Editor’s Note: In Act I, Opera author Robert Cannon gave us a primer on the powerful tools imparted by opera’s unique combination of drama and music. In Act II, he took us deeper into the art form, by discussing how and why operas differ. After all, by understanding not only individual elements, but the world of the composer and the contemporary audience, one can have a better grasp of the profound pleasures of opera. His series concludes with a look at more modern operas, starting in the nineteenth century. As always, the updated Spotify playlist is available here.
The chorus in each of these operas is quite remote. They stand back and comment. At the start of Act II of La sonnambula they enter, sing for quite a while – with lovely melodies – and then leave before the real action gets under way. For the so-called “Nationalists” composers, above all in Russia and the former Czechoslovakia, the people become increasingly important. In Glinka’s A Life for the Tsar, for the first time the hero is a peasant who sacrifices his life for the new Tsar. In addition ordinary people of the village and their characteristic singing play a major role – just listen to the opening chorus of Act I. For sheer musical drama, beauty and psychological exploration, listen to Ivan’s famous Act IV scene “They sense the truth.” In this he reconciles himself to the fact that when the Poles realise that he has deliberately misled them into the forest, they will kill him. He comes to terms with this and prays for his daughter – and Russia. It is, in many ways, the first great authentic expression of Russian opera.
Although it is essentially conservative in its politics – unlike Musorgsky’s later Boris Godunov – the depiction of the people and their culture is revolutionary. At the opening Act III, Vanya’s plaintive “When they killed the mother” and Antonida’s later “I am not grieving over that, dear friend” are original melodies, but they breathe the air of traditional Russia and introduce a new dimension into opera – both its music and its subjects.
For Puccini the world was dominated by love and the tears that it so often resulted in. Making people weep – able to acknowledge this truth – lay at the heart of his work. In Il trittico – The triptych, which premiered in New York, he achieves this to perfection. He allowed himself the luxury of bringing together three one-act operas, the shocking love-murder Il tabarro –The cloak, the engrossing emotions of loss and despair of Suor Angelica, and the comedic fulfilment of Gianni Schicchi whith its rapturous “O mio babbino caro – O my beloved father.” In these operas Puccini experimented with new kinds of harmony and used the three very different kinds of ethos to explore emotion in new ways. It allowed him to involve his audience in three very different ways, so that the overall experience of Il trittico is quite exhausting –not because of the length, but because you are required to become engrossed and response very fully in three completely different ways.
Il tabarro is the most genuinely verismo opera that Puccini wrote – closest to the kind of thing we associate with Mascagni’s Cavalleria Rusitana or Leoncavallo’s Pagliacci. The third opera, Gianni Schicchi presents us with a mixture of romance and comedy. In both the parameters of audience involvement are fairly clear. It is the central part of the “triptych” that is most challenging – although also the most straightforward. It is, or appears to be, a sentimental piece: Suor Angelica, placed in a convent for having borne an illegitimate child, is told by her icy aunt, the Princess, that the child has died. She resolves to die to join her child and mixes a potion of herbs – before suddenly realising that she has committed a mortal sin. Suddenly the sky opens and she has a vision of the Virgin who steps forward, holding the child, to welcome Suor Angelica into her arms.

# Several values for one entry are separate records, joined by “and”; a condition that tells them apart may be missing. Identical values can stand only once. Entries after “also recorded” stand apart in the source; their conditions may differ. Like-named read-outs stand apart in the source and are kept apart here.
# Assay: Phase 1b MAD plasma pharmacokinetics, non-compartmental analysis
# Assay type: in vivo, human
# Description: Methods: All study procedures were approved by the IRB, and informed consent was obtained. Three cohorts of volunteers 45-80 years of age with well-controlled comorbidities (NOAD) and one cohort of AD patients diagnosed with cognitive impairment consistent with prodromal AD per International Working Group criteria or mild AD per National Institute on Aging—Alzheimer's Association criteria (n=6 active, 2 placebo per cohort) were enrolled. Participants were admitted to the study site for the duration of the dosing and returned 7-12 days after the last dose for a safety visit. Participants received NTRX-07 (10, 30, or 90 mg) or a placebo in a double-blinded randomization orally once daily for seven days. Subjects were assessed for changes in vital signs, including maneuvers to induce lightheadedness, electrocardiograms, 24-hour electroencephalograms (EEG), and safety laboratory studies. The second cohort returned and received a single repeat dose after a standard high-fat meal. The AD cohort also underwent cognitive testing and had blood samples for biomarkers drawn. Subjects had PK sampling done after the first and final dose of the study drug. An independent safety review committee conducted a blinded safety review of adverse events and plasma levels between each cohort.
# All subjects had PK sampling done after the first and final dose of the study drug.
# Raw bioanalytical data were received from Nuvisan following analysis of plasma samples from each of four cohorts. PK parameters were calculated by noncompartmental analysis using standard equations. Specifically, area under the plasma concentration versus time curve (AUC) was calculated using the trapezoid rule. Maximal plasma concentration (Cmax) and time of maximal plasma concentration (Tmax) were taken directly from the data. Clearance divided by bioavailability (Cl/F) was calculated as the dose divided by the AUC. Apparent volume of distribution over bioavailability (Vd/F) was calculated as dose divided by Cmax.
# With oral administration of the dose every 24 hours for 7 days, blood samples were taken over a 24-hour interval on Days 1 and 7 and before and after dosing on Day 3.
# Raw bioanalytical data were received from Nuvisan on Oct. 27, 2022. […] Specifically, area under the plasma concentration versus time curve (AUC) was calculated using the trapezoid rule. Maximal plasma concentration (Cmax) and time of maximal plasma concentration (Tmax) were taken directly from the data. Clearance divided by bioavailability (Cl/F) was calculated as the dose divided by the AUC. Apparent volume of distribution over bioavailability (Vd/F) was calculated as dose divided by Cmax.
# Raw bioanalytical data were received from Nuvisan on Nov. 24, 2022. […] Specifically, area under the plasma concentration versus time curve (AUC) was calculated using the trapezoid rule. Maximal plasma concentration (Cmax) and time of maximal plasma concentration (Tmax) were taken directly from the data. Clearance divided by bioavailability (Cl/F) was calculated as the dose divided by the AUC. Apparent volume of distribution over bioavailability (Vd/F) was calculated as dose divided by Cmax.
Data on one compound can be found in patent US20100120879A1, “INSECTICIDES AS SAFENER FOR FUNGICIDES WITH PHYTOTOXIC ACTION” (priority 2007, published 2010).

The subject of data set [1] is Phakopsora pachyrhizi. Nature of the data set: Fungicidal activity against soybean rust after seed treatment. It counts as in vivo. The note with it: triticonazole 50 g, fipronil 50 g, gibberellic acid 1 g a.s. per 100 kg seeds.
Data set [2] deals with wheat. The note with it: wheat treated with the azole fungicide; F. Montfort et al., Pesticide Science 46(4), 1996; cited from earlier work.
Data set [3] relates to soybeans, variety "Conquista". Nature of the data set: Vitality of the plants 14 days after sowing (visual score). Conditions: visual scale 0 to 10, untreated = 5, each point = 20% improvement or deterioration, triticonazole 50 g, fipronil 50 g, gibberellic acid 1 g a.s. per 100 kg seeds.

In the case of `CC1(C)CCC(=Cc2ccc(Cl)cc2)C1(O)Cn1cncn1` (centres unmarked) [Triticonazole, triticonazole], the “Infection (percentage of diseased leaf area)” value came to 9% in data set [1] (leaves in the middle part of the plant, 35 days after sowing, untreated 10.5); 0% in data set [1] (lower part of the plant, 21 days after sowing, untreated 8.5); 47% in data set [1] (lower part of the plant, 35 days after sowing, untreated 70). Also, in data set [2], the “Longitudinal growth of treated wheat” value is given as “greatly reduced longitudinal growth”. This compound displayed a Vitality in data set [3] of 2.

But the music! Just listen to the Princess’s steely-cold report of the child’s death in “Di frequent la sera – Often in the evening” and the following “Or son due anni – It is two years ago now.” It is enough to freeze the blood in your veins. And then Suor Angelica’s heart-breaking “Senza mamma, o bimbo to sei morto – Without mamma, o child you died.” No parent who has even contemplated the death of a child can fail to live through the full panoply of emotions in this extraordinary rich and yet simple aria. Hugely sophisticated orchestration filing out a sweet, lovely melody, and together proclaiming the truth of the world in a way that allows listeners to live it for themselves.
Finally an opera of our time, about our time: Nixon in China. This is an extraordinary work, often labelled “minimalist” but in fact full of wonderful and exciting music – there is nothing to match the Act I sequence “Landing of the Spirit of ‘76” as Nixon’s plane arrives on stage, followed by the lyrical dialogue “Your flight was smooth, I hope” and then Nixon’s aria “News has a kind of mystery.” If anything was needed to prove that opera is alive and well – and coping with the events of our own lives, this is it.
Each of the operas addressed the particular times for which it was written – in terms of social demands, prevailing taste and ideas about art, and the ways in music itself had developed. In each case, we need to understand what those contemporary issues were so that we can be as prepared to receive as the performers to give. Unless we do this so much of the repertoire will remain closed to us and we will be not opera lovers engaged in the full range of this marvellous art form, but enjoyers of a narrow repertoire that merely suits our own prejudices and restricted taste. We will never grow. Opera is designed to help the opera-lover and student of opera to see how that preparation can be approached so that we can open ourselves to the widest possible range of operatic experience and allow it to enter and illuminate our lives.